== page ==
The role of the KERNAL

In computer architecture, the kernel is the center of a computer’s operating system. It manages access to hardware such as the keyboard, storage devices, and peripherals, as well as other common facilities. Programs—including the rest of the operating system—access these facilities by interacting with the kernel.

The Commodore KERNAL has played this role in Commodore 8-bit computers all the way back to the Commodore PET. The proper name, spelled with an “A” and all uppercase, is credited to an honest misspelling of the word “kernel” by developer Robert Russell that made its way into the VIC-20 programmer’s manual. While the KERNAL has evolved substantially across the line all the way up to the Commodore 65, its role in the computer and many of its key features and interfaces have remained largely the same since 1977.

In total, a Commodore computer’s operating system consists of the KERNAL, the BASIC interpreter, and the screen editor. The machine code for the operating system is etched into a ROM chip, wired to be the first thing the CPU sees when it wakes up. If the KERNAL detects that a C64-style cartridge is connected, it passes control to the cartridge. Otherwise, the KERNAL starts the screen editor, from which the user can load and run programs, type other commands, or start programming in BASIC. These three components tend to share some responsibilities, and the distinctions between them can be a bit blurry in some places, but that’s the general idea.

(There’s an interesting historical exception to the start-up procedure. The Commodore 64 was designed with support for cartridges made for the Commodore MAX, aka “Ultimax” or “VC-10.” An Ultimax cartridge connects directly to the 6510 chip’s I/O lines in a way that causes the CPU to go directly to the cartridge for its first instructions. The Ultimax did not have its own operating system: it relied on the connected cartridge for everything.)

Programming with the KERNAL

There are three main ways the KERNAL participates in the execution of programs: KERNAL subroutine calls, the KERNAL IRQ handler, and vectors.

KERNAL subroutines

A program can call subroutines in the KERNAL code to perform tasks and interact with the KERNAL’s systems. Here’s a simple machine code program that writes a short message to the screen by calling the KERNAL subroutine BSOUT:

bsout = $ffd2

    lda #'H'
    jsr bsout
    lda #'I'
    jsr bsout
    lda #13
    jsr bsout

The BSOUT routine writes a single character to the current output device, which by default is the screen editor. The program sets the accumulator to the character to be written as a PETSCII code, then calls BSOUT with the JSR instruction to address $FFD2. The subroutine does all of the work to write the character, then returns.

The screen editor does a lot of work here. It maintains a text cursor—the same one that you type with at the READY prompt—that has a position on the screen, and a draw state including the text color and other attributes. When it receives a character from the program via BSOUT, the screen editor figures out what changes to make to screen and character attribute memory, moves the cursor position, and scrolls the screen up if the text runs off the bottom. (Other PETSCII codes change the draw state or cursor position in other ways.)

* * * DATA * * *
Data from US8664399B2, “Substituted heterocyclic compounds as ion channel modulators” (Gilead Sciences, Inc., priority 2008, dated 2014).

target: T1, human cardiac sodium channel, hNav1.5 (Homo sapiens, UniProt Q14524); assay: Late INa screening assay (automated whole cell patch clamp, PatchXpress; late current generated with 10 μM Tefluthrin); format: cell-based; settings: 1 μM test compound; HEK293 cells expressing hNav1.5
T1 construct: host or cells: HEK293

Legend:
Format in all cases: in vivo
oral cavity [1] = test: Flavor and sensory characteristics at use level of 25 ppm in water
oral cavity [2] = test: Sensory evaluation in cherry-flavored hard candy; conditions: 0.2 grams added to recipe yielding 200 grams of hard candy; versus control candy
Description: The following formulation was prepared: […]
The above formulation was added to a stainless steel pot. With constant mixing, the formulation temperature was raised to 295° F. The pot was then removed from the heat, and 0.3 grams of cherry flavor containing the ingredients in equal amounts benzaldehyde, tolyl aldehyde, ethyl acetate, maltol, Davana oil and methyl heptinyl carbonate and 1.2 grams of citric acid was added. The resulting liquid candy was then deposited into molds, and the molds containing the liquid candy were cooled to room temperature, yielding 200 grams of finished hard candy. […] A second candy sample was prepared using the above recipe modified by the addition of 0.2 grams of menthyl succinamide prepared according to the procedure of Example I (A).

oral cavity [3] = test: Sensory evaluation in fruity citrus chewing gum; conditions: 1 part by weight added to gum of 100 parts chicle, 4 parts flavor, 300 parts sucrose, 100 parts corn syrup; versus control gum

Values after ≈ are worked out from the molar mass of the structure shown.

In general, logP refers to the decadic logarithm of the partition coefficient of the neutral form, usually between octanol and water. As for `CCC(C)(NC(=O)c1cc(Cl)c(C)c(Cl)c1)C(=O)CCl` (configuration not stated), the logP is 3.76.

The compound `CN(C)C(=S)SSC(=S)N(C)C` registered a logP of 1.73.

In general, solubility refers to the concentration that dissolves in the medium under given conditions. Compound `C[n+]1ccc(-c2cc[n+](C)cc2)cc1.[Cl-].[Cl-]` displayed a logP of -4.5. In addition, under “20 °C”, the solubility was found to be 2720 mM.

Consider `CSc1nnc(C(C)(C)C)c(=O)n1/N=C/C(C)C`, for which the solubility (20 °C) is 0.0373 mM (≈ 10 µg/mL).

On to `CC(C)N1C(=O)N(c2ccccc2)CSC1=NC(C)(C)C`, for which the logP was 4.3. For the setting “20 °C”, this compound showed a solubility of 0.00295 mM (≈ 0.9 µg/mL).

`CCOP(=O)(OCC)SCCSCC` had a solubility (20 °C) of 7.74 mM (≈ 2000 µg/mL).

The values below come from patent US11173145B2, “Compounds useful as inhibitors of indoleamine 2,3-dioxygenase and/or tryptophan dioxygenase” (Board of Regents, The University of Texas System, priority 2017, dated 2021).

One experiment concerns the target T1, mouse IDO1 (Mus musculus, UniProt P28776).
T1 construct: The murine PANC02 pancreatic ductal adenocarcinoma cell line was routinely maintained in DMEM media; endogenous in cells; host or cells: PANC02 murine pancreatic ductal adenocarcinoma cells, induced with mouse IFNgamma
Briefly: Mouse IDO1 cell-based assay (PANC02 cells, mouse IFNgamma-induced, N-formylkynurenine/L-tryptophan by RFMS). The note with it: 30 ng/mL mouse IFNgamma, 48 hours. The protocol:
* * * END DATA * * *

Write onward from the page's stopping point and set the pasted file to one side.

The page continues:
The screen editor is a full-fledged built-in application that behaves like an input/output terminal. Your program writes to and reads from this terminal using KERNAL subroutines.

The KERNAL subroutine jump table

$FFD2 is not actually the memory location of the BSOUT subroutine. Instead, the KERNAL keeps a JMP instruction at that address that goes to the actual subroutine code. Each KERNAL subroutine available to programs has one of these, in a fixed memory location called a jump table.

The program, KERNAL subroutine, and jump table, in memory
The program, KERNAL subroutine, and jump table, in memory.

The jump table provides a critical layer of compatibility across different versions of the KERNAL. Your program needs an explicit address to where it can jump, to invoke the subroutine. When the KERNAL developers inevitably need to relocate the subroutine code to a different address in a new version of the operating system, they can just update the address in the jump table, and your program (and everyone else’s) will continue to run correctly because the jump table itself doesn’t move.

I recently added an appendix to the MEGA65 Compendium describing all of the KERNAL subroutines and how to use them, including jump table addresses, CPU register arguments, and example programs. Check it out, and let me know what you think!

The KERNAL raster IRQ

As we covered in detail in last month’s Digest, you can program the VIC video chip to tell the CPU when its raster beam is at a given vertical location on the screen. This triggers an interrupt that causes the CPU to call a special kind of subroutine known as an interrupt handler. A typical use of the vertical raster beam interrupt is to have a chunk of program code that gets called many times per second at regular intervals. This allows the program to be organized as if it is two programs running side by side: a main program that runs normally, and a short secondary program kicked along by the interrupt.